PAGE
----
Between the praise of new superfoods and mixed reviews on whether foods like coffee or wine are good or bad for one’s health, local author Mary Boone Wellington decided to dig into the facts. Her resulting book, Radical Indulgence: The Health Secrets of Coffee, Chocolate & Wine, is an attempt to dispel certain food myths and affirm the scientific studies on the three so-called indulgences.
“I had been reading lots of reports about the health benefits of coffee, chocolate and wine,” she said. “I was perfectly willing to use the justifications found to encourage my inclinations ... but nobody believed it either.”
Wellington had previously written Hope I Don’t Die Before I Get Old after caring for her own mother. The inspiration from the book came from reports of extended life expectancy and how the baby boomer generation was prepared (or unprepared) to plan for its later years. Her first book included a chapter on how to maintain one’s health, and from there she found her inspiration for her second book.
“The news looked good, and then I realized there was a great dichotomy of people that aren’t willing to accept good news,” she said. “Coffee has been the most extensively studied and there’s no evidence that coffee is unhealthy in a general way.”
Of course, she said, there are studies on how coffee can negatively affect one’s health in specific ways, but overall it’s not a bad food. The same remains true, that everything should be taken in moderation, but Wellington argues that as a culture we feel an unvalidated guilt for consuming coffee, chocolate and wine. She found in her research the same to be true for chocolate and wine.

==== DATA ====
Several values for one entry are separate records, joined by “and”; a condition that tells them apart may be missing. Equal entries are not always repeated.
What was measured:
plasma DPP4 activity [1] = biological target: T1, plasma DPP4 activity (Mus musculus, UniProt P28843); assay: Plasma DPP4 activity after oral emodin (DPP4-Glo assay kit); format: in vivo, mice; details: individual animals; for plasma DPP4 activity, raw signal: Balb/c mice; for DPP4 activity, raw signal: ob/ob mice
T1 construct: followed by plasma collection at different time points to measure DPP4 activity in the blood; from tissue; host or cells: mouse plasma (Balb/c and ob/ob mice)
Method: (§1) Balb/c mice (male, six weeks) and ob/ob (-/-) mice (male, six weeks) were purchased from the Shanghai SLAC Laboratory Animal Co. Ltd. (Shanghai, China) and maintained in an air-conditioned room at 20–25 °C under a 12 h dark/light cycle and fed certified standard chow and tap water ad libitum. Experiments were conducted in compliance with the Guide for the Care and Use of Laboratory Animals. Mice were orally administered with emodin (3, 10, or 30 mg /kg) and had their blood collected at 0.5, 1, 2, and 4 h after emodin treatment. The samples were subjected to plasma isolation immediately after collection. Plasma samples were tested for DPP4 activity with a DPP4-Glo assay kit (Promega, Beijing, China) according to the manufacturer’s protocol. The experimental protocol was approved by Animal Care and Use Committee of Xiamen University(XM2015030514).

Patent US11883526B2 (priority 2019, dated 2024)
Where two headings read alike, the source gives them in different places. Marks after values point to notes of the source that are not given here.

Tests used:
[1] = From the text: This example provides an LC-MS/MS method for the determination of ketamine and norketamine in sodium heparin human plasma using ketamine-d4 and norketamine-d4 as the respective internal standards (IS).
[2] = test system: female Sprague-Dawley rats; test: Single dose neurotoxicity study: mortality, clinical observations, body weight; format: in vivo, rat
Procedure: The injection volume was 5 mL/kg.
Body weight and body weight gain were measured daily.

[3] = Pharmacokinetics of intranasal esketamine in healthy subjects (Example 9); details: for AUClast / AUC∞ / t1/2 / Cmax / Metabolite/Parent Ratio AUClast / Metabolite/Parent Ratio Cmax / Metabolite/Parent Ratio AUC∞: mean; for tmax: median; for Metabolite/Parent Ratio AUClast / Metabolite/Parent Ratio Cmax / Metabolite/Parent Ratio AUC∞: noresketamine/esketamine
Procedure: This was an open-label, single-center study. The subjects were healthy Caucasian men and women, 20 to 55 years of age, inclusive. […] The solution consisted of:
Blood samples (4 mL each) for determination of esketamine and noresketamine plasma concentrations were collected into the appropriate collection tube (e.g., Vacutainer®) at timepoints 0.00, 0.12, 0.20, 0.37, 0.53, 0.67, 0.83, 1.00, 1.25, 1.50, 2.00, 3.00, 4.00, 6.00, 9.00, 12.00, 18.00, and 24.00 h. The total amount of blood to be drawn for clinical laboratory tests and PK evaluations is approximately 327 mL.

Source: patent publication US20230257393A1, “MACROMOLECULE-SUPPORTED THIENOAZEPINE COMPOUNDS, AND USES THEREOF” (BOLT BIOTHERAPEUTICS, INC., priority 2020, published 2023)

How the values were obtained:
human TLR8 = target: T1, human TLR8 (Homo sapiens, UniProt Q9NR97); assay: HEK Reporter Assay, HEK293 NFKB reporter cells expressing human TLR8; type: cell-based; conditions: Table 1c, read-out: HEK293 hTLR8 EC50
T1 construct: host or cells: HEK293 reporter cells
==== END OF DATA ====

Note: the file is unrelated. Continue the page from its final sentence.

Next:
“One of the things that totally surprised me was the fact that red wine builds bone,” Wellington said. “It seems so random and crazy, but it’s one of the pure definitive facts that’s come out of recent research. … I fully expect to expose the news stories for the lies that they undoubtedly were. I was shocked to find that all the studies had positive results for consuming these three things.”
Ultimately, Wellington hopes readers will discover their enjoyment in eating chocolate or sipping wine and coffee without feeling as guilty.
“What would happen if you gave up your belief that the pleasures in life shouldn’t be enjoyed?” she said. “People are so attached to their belief that the things that are good for them can’t be pleasant. A spoonful of sugar helps the medicine go down. Well, what if the medicine was a spoonful of sugar?”